Prime Minister David Cameron speaking about the Paris attacks in the House of Commons (PA) – flanked by Defence Secretary Michael Fallon and Foreign Secretary Philip Hammond.

And when Daesh are finally sent scurrying off into the desert – who will replace them?  Do we know? Do we think we know? Have we post-Daesh plans?  What do we do if Assad tries to reclaim control of the country? If we commit to side fully with the free Syrian army and this group of 70,000 militants ready to rout out Daesh from places such as Raqqa – what happens if they are then bombed by Assad or Russia?  What if we find ourselves backing an army which finds itself fighting against Assad and Russia.  Where are the lines drawn? When do we STOP?

So, whether we bomb or do not bomb Syria will probably turn out to be of less importance than wether we are or are not prepared for the end of Daesh control in the region and whether we finally find the stomach to square up to President Putin – when he tries to exert control in the region.

Let us not forget the lessons from history.


Archduke Franz Ferdinand and his wife leaving the town hall in Sarajevo moments before they were assassinated – which in part, led to the start of WW1.





The London Gazette – 350 year anniversary

The London Gazette

Today The London Gazette celebrates its 350 year anniversary as the oldest surviving English newspaper, and the oldest continuously published newspaper in the UK.

The Gazette’s archives are free and easily accessible online, broken down by sector to help users quickly find what they are looking for. The content of The Gazette attracts a variety of different audiences, one of which is the genealogist and historian market. The Gazette is frequently used by those researching their family history, through military records and despatches from the front, as well as insolvency or deceased estates notices.

The London Gazette

A resource created for The Gazette’s anniversary is a timeline detailing just a fraction of the type of events documented in its 350 year history. These memorable events in British history range from The Great Fire of London and the Bank of England being founded, to more recent events, such as the coronation of Queen Elizabeth II and the birth of Princess Charlotte.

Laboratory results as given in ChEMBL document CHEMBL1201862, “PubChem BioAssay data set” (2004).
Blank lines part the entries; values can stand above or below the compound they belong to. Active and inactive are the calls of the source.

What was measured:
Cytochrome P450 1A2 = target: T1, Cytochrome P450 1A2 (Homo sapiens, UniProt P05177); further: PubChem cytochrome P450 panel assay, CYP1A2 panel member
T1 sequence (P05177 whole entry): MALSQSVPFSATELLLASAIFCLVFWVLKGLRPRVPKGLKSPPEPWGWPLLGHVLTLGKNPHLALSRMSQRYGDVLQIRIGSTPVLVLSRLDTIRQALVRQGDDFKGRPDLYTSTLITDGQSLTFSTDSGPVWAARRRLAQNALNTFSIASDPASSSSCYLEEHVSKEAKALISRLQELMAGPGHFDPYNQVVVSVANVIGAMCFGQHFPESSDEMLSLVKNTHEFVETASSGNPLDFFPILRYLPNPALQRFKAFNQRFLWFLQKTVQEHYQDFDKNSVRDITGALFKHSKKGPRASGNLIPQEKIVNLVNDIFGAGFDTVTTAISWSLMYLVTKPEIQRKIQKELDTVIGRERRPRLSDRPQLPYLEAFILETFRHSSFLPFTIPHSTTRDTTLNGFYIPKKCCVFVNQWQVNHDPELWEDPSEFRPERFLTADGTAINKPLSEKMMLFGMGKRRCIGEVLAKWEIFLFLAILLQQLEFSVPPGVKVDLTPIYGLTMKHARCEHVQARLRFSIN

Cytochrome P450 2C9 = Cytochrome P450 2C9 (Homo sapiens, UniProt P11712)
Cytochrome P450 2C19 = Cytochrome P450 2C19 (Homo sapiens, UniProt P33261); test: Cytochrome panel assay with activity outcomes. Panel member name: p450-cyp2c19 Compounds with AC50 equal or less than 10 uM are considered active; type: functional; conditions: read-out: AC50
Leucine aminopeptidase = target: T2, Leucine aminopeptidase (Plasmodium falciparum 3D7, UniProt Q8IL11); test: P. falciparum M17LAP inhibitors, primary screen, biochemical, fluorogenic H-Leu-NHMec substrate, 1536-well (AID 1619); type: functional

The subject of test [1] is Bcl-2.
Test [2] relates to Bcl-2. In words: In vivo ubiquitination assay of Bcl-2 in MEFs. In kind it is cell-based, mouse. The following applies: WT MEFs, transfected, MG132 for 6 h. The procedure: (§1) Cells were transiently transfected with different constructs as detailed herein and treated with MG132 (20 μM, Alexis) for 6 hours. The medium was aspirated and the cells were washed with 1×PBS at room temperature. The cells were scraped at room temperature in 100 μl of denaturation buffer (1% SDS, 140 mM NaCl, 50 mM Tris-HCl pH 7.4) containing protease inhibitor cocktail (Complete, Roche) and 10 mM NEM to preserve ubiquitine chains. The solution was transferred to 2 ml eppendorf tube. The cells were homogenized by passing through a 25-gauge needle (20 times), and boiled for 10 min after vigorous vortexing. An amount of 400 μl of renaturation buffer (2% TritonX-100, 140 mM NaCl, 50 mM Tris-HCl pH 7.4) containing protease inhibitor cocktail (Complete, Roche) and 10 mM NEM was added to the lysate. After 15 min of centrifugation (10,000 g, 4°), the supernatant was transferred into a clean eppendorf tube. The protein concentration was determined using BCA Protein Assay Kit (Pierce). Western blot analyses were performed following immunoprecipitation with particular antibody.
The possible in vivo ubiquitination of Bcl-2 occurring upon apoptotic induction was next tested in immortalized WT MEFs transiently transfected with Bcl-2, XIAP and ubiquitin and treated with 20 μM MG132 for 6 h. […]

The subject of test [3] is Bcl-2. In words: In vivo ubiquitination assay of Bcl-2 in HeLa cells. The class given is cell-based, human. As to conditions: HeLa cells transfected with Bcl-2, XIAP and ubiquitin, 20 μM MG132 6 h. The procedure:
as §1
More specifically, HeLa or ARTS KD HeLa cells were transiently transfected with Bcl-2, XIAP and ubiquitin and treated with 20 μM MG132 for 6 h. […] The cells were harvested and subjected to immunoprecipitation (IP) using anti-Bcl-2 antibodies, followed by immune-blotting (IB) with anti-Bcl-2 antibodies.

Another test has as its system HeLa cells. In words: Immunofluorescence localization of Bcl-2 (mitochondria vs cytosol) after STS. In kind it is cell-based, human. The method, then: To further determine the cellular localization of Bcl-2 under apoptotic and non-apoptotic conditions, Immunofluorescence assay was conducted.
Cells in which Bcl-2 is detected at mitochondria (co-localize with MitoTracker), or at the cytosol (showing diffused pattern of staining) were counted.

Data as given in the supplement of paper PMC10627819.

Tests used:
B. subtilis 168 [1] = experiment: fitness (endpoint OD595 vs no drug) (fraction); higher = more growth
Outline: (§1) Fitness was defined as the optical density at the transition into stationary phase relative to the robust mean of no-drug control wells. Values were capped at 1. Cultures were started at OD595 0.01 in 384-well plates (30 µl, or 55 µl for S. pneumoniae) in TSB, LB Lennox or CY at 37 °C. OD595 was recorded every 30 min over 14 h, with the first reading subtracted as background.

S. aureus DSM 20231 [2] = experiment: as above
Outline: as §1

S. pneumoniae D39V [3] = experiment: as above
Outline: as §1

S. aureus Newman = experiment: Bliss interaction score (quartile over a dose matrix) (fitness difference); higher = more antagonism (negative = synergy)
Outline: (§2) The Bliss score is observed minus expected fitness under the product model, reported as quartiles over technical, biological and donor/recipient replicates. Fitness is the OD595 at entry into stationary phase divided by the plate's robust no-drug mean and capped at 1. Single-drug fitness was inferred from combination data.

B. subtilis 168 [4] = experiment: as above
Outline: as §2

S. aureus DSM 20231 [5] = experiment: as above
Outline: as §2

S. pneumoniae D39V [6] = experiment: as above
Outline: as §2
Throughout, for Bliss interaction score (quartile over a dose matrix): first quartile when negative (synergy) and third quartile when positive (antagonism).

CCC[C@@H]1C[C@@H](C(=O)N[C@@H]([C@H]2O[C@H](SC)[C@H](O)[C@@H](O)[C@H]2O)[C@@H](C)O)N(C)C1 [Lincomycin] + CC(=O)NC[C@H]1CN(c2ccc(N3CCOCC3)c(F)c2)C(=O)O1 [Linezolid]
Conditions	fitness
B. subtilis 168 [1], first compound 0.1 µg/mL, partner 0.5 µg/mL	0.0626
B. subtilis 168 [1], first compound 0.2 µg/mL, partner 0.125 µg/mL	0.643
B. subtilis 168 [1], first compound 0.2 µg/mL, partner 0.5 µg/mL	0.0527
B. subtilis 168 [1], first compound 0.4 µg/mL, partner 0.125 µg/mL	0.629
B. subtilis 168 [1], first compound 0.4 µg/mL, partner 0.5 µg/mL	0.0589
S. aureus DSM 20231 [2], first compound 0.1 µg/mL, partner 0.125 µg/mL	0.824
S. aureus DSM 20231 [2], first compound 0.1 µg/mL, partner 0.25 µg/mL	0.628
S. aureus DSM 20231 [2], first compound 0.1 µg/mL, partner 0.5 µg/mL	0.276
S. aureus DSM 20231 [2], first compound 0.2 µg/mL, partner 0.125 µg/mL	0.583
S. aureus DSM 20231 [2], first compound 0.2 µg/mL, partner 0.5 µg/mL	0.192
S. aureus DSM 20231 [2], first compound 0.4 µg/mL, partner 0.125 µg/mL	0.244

Following the outbreak of the plague in England in 1665, Charles II was forced to move his court out of London to Oxford. To allow the court to report the facts of the day, The Oxford Gazette was born, and when the court moved back to London, it became The London Gazette, and more recently The Gazette, incorporating both the Belfast and Edinburgh Gazette. As the first official journal of record and the newspaper to the Crown, The London Gazette became the authoritative source of news.

Edinburgh Gazette

The Edinburgh Gazette was first produced in 1699 and was printed continuously after 1793. The Belfast Gazette has been in production since 1920 (its forerunner was The Dublin Gazette, which was in print from 1706).

The Gazette is also the official home of The Queen’s Birthday and New Year honours, as well as the weekly Ministry of Defence notifications, Company Law notices, statutory notices and legislation. Specific content is created for each sector and is available for all users to access. Specialists in their fields are also commissioned to write content, which is then accessible online and via social media.

Janine Eves, Business and Operations Director for The Gazette said: ‘There’s a vast range of history in The Gazette’s archive just waiting to be discovered. Since completing the digital transformation last year, finding information about individuals or historical events is easier than ever – and it’s free to access. I encourage you to take a look for yourself and see what you can discover.’

As the official public record, The Gazette will continue to record history, publishing online and for all to freely search and read.

The London Gazette from 3 September 1666
The London Gazette from 3 September 1666